“I see God a lot down in Haiti because of the kids …. I grow closer to God and form new relationships with them and the group that I [go] with,” she said. “The kids are so loving, kind and welcoming to everyone. They don’t judge and they have such grateful hearts, which is what I think God is like.”

Short-term mission trips have gained a fair share of controversy surrounding their effectiveness and high costs.

“One place where most short-term mission trips fall short is that we believe that we can go in and we can be the difference .… I can’t change Haiti. I can’t do anything about making their life better for them. I can for the week I’m there, but I can’t long-term because I’m not there all the time,” she said. “But I can empower them.”

Former West High student Madie Miller ‘15 has traveled to Haiti as a part of Community Health Initiative-Haiti an organization that works “to create healthy, empowered and self-directed communities in Haiti.” Rather than having organizations come in and do the work themselves, she believes it’s important that people determine the needs of a region first, and then help them find solutions to fulfill those needs.

“I believe that performing jobs capable Haitians can complete themselves has contributed to the poor economy and job market,” said Miller. “Without properly assessing the needs of an area alongside Haitian people, communities can suffer more than benefit from outside involvement.”

Through her research and experiences, Miller has found that the media portrayal of the post-earthquake devastation has encouraged donations from outside countries, which furthers the damage of an already poor economy.

Madie Miller
Clothes hanging in Arcahaie, Haiti.

“The media often portrays an ‘anything helps’ idea about supporting those living in Haiti with donations,’” she said. “My experiences and relationships in Haiti have informed my research that donations of clothes contribute to loss of jobs for Haitian seamstresses.”

While Secrist believes the donated dresses were likely later sold to pay for other needs, such as food, she still believes they are beneficial.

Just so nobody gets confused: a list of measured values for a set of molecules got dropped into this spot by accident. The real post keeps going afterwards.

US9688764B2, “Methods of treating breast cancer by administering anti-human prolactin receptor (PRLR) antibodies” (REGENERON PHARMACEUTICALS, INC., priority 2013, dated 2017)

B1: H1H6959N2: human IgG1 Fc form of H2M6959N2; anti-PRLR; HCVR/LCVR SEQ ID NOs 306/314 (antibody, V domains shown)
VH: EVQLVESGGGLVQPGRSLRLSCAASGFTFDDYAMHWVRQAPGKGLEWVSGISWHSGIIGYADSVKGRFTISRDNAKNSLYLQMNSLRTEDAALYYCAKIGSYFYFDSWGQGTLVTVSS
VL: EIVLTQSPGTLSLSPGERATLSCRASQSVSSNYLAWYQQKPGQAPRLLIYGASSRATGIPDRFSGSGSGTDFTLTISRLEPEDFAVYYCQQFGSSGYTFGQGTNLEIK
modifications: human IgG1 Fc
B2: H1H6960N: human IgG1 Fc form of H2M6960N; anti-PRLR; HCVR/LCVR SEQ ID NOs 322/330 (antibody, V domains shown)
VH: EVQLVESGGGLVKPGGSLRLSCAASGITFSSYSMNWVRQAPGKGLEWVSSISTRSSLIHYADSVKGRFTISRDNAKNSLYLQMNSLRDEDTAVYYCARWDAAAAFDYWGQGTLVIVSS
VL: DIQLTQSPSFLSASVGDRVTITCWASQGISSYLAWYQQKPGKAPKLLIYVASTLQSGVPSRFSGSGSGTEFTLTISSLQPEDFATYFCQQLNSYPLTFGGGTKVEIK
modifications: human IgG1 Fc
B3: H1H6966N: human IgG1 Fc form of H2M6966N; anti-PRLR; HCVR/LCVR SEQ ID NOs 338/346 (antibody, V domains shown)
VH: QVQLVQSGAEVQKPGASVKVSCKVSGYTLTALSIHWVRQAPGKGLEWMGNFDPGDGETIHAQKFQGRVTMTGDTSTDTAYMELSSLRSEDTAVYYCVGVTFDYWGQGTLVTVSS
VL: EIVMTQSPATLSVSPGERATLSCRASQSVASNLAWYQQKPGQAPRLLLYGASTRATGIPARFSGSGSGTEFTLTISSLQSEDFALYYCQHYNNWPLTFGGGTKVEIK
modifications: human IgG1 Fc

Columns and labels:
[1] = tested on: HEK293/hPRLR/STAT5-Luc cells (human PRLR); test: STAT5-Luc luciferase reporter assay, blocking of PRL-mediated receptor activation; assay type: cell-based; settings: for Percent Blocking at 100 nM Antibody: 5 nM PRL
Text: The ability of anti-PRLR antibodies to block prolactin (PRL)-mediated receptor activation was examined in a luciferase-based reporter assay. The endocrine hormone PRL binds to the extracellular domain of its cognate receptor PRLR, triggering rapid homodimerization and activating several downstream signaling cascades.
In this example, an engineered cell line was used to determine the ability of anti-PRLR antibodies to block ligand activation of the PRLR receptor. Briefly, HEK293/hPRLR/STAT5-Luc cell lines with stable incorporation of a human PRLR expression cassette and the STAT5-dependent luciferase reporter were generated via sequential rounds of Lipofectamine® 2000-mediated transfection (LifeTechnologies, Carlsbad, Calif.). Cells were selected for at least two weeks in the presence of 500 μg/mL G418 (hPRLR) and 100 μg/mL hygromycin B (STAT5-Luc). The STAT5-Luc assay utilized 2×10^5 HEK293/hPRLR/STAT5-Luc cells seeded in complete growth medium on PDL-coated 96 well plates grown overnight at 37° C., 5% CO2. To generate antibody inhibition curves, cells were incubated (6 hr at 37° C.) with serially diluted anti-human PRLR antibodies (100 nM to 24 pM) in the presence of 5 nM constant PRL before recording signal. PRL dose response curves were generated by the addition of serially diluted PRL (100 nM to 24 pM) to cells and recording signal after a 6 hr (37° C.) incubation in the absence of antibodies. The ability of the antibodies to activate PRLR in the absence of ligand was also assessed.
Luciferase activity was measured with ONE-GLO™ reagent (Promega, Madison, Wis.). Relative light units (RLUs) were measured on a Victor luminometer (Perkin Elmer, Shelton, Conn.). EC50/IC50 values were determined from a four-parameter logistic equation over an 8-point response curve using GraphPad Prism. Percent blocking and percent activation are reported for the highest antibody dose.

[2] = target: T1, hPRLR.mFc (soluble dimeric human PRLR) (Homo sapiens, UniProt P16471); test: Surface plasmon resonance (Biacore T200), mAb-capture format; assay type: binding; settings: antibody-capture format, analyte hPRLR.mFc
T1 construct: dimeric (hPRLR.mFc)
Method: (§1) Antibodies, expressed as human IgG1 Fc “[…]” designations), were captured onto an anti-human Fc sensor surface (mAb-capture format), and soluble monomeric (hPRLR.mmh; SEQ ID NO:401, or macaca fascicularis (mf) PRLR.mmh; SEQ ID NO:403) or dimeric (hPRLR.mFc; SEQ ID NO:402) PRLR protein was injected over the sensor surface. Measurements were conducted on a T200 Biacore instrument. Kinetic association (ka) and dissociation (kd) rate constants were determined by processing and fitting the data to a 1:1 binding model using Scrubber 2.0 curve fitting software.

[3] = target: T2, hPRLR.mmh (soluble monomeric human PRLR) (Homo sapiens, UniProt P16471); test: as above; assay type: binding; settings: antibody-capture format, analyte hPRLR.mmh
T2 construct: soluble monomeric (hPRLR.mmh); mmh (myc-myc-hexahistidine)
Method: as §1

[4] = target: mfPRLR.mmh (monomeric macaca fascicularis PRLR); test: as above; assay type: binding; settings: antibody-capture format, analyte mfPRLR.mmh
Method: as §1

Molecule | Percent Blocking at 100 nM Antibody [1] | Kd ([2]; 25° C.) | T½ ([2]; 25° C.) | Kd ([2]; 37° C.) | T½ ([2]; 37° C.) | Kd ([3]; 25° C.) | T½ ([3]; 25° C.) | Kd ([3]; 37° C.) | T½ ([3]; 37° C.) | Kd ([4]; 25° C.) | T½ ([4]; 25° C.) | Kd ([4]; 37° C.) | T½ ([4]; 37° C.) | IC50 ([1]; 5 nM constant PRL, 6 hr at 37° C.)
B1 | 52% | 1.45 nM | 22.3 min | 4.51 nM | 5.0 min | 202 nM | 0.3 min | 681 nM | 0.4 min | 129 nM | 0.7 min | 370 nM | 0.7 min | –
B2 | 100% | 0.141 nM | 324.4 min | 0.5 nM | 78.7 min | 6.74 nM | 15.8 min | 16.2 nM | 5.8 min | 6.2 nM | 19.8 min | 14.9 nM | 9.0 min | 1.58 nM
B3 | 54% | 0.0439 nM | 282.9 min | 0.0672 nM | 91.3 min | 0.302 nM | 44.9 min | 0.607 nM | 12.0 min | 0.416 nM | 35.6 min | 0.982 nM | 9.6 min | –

“It took a group of kids here who don’t go to Haiti with me, and it connected them with kids down there,” she said. “[It] was made by the hands of somebody they will never probably meet. And whenever you’re willing to spend time doing something, you’re sharing love.”

Like Secrist, Miller also believes love can be spread through relationships and places importance on respect of each others’ cultures. She advises others who want to help, but can’t necessarily travel to Haiti to get involved with non-profits.

“If individuals want to help but do not have the skills Haiti needs or cannot travel, they can financially support grassroots organizations. Many non-profits have fundraisers in the states and need volunteers for those events.”

Secrist says donations and sponsorships are also good ways to get involved if one can’t go on a mission trip.

“Monetary donations are the easiest and most useful way to support the kids if you are unable to directly join us on a trip,” she said. “I think it would be super cool if a group at West would get together and sponsor a meal for the kids.”

All in all, building relationships seems to be the most prominent part of these mission trips.

“Let’s travel to teach and learn, love and be loved,” said Miller.